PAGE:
Yesterday, I returned from a month long trip in Korea. I ate a chicken’s foot, avoided using the traditional Korean toilet (imagine a horizontal urinal built into the ground), went clam digging, survived the most humid summer in my life, and had my first beer. For a 21 year old college student in South Korea, all of this is the norm, a typical day. For a foreigner like myself, this even approaches “Weird/interesting Travel Experiences.” But there was one detail about my month that made it out of the ordinary—I experienced it all with North Korean defectors.
In a way, I felt I could relate to those refugees. We came from the same ancestors, from the same land, but now were foreigners in South Korea. We both spoke funny Korean (me from simply not knowing, them because of their distinctive accents). We both grewup with Korean traditions and customs, but a little modified so that we were relearning them now in South Korea. We tried things normal South Koreans do every day but we ourselves had never done in our home countries. We were so similar, but so very different, two opposite ends meeting at the origin.
I learned a lot about them, and I learned a lot from them. I learned that generally, North Koreans don’t like candy or sweet snacks, or anything else they couldn’t eat much of before, such as meat. I learned that the women are good singers and the men are good drinkers. I learned about their views on America and their leader pre-escape. I learned not to ask about their background stories or their families.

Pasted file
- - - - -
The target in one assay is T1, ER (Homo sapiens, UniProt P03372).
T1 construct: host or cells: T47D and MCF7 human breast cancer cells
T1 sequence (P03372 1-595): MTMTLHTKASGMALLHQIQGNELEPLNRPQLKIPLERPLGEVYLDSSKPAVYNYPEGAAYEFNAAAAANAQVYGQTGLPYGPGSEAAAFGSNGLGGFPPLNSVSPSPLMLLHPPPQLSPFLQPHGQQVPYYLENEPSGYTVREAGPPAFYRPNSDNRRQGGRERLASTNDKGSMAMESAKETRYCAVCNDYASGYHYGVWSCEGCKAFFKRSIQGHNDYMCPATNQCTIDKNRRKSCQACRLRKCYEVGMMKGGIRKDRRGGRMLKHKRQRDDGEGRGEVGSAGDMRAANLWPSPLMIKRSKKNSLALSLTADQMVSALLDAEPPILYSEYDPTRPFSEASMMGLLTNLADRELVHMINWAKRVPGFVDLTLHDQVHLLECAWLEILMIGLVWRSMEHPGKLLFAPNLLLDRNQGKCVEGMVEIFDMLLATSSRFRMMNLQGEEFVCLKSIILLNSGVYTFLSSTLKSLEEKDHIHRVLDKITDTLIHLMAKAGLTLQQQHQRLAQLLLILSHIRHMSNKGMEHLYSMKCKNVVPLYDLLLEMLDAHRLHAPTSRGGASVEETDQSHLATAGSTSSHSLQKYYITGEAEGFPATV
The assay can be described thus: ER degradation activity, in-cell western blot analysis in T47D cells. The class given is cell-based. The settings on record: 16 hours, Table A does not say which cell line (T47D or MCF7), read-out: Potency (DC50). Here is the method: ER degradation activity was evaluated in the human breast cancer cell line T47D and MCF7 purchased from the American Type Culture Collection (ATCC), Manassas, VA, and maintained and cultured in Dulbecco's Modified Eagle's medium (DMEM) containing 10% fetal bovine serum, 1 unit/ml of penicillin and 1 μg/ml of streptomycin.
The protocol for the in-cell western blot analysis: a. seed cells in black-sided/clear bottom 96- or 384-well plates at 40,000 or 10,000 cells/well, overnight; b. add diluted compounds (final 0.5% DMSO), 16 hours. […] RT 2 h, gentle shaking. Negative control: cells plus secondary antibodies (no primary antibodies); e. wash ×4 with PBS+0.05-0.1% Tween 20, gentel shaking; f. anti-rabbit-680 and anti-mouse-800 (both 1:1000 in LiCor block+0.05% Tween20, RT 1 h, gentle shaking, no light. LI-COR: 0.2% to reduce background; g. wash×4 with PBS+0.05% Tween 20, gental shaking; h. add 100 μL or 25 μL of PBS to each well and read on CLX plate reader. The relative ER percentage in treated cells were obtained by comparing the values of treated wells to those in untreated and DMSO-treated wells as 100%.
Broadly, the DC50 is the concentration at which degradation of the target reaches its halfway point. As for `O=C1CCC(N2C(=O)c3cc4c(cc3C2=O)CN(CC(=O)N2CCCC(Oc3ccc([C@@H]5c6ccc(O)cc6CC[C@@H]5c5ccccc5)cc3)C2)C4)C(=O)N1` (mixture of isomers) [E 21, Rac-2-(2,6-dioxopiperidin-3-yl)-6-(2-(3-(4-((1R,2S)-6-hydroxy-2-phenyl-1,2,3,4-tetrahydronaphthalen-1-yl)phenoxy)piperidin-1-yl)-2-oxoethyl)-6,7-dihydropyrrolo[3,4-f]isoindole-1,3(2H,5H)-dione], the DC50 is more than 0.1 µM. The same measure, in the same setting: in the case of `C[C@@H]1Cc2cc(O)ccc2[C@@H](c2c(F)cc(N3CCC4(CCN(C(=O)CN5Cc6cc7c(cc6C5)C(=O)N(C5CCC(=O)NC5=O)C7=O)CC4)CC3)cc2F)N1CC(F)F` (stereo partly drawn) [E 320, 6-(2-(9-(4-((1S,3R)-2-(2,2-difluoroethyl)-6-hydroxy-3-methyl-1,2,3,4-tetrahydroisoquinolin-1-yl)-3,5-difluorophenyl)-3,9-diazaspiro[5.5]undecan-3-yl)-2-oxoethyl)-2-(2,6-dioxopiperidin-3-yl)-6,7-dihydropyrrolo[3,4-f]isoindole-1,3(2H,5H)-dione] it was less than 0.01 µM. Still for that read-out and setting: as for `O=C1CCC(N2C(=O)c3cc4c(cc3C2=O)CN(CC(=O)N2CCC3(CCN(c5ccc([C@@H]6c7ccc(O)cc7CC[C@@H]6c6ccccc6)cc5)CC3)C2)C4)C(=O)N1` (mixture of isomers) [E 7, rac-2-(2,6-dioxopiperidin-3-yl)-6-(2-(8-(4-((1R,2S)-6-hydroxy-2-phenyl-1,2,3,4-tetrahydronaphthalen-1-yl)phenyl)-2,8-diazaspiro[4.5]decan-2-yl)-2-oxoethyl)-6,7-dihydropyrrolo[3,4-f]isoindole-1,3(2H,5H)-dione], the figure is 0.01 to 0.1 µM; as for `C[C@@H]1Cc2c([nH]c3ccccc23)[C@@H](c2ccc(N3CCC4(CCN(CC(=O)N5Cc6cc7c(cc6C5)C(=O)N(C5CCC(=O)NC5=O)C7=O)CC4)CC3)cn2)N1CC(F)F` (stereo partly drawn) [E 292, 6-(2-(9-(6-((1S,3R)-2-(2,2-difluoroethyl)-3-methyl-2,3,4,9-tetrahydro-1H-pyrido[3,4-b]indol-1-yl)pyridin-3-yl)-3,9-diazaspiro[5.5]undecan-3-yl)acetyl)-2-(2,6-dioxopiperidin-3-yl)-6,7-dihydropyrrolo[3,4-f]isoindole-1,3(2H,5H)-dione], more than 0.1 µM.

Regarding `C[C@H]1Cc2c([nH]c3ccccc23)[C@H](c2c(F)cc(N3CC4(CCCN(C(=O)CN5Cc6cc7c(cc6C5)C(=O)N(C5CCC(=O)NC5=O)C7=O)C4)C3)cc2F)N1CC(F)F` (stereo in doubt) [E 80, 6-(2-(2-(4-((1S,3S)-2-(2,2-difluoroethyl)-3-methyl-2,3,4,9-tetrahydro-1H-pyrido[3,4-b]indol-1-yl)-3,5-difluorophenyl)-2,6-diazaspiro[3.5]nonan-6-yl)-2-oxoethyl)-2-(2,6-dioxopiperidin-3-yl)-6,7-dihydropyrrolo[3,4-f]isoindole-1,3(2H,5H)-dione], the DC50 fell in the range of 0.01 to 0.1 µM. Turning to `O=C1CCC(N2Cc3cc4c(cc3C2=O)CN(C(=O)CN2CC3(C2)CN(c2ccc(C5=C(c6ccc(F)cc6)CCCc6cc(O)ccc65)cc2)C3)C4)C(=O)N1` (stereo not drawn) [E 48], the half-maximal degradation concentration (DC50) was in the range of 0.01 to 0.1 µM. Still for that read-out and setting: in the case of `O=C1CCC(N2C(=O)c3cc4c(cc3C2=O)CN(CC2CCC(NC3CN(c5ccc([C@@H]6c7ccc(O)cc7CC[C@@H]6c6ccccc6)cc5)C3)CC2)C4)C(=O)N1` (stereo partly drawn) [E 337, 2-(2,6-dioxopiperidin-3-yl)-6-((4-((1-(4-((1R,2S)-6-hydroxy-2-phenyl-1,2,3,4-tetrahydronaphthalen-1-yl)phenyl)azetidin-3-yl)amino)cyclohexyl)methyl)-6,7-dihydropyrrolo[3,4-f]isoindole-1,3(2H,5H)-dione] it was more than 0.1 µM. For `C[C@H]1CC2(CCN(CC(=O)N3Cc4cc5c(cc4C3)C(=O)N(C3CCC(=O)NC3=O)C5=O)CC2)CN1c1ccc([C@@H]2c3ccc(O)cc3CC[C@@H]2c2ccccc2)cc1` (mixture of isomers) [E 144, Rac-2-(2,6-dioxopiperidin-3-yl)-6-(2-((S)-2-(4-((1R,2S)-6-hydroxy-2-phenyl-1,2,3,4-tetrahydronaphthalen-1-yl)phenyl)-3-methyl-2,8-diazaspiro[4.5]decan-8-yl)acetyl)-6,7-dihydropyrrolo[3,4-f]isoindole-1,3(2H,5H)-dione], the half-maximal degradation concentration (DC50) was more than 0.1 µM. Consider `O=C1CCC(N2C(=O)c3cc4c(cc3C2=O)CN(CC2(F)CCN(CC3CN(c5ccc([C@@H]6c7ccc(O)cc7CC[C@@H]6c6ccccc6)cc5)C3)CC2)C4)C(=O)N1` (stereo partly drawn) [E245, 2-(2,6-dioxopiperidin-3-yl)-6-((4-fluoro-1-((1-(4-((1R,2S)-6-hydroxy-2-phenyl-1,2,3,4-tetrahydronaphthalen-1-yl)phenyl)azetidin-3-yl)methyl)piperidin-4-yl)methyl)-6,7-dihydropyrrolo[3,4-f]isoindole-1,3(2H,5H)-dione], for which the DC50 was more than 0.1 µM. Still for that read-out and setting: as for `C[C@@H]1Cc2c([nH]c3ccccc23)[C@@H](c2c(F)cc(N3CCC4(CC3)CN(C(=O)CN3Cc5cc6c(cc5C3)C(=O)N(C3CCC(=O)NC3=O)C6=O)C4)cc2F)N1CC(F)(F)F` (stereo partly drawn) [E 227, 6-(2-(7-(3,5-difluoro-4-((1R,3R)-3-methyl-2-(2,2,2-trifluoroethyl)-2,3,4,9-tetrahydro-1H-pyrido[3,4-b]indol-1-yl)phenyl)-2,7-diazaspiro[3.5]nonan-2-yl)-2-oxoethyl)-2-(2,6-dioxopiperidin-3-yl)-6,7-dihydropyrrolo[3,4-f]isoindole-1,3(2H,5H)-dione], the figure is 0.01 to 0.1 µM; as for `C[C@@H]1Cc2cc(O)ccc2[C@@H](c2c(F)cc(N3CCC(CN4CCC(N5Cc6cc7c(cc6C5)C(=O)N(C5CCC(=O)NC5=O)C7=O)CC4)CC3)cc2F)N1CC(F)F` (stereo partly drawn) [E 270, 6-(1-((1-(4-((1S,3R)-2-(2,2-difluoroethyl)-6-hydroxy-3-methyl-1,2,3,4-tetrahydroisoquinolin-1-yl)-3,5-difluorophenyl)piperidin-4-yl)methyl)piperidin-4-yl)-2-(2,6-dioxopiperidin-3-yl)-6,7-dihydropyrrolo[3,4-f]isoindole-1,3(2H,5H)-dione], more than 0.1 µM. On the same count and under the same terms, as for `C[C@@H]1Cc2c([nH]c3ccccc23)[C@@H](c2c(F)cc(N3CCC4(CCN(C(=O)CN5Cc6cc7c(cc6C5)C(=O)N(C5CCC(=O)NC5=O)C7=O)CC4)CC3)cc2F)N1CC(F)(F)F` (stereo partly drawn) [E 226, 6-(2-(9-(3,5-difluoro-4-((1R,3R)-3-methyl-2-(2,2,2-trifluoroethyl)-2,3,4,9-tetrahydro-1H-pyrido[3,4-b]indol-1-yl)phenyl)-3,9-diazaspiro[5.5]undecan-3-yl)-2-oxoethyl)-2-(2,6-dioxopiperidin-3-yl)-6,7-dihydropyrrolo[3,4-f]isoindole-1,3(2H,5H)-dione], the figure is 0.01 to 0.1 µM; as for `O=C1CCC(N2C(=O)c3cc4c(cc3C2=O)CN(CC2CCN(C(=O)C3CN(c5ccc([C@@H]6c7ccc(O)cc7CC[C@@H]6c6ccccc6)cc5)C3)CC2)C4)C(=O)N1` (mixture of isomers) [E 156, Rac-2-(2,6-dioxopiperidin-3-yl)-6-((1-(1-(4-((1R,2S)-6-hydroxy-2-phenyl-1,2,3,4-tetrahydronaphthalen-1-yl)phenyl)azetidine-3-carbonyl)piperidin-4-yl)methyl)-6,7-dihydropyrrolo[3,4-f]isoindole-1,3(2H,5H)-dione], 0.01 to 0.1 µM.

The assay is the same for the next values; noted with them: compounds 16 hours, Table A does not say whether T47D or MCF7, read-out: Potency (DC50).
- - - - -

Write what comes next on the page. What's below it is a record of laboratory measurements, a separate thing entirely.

What I learned from them was that none of these things, though generally true, actually define their people; that as much as we, as foreigners viewing this secretive nation, want to box them in with their border, they are individuals. I met defectors who liked sweets and those who didn’t drink at all, those who wanted to visit America more than anything and those who hated hearing us speak English. Some were selfish, defaulting on survival mode, but more often than not, the others were selfless, offering us food, seats, their stories. Some were quiet and reserved, others were outspoken and hilarious. I learned pottery from one, and about Kim Il Sung from another. From many, I learned nothing. In their diversity, I learned that we as a people of the world are all the same.
This makes me simultaneously hopeful and fearful about unification. Hopeful, because they’re not the brainwashed robots I had thought them to be. I learned from the defectors that the people of the DPRK are aware something is not right despite their enforced ignorance of the outside world, and it makes me think that they won’t oppose unification. I am fearful, not because of the way they think, but because of the way we think. We, America. We, South Korea. We, the rest of the world that is not North Korea.
I can’t speak for South Korea because it is not my country. I can’t even speak for the US, which is my country. All I can say is that we are connected—as people, for Americans and as sisters, for Koreans. Two countries meeting in the middle. There are many ways to prepare for unification, but the first and most important one is perspective.